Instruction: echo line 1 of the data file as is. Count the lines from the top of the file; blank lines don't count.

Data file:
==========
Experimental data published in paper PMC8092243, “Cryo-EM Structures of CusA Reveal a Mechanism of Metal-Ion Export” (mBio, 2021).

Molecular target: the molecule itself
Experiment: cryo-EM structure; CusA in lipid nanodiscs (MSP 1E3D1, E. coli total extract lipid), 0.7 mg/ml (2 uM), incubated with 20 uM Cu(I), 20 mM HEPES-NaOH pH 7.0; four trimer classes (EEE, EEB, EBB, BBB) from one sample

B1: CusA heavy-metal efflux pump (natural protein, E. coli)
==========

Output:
Experimental data published in paper PMC8092243, “Cryo-EM Structures of CusA Reveal a Mechanism of Metal-Ion Export” (mBio, 2021).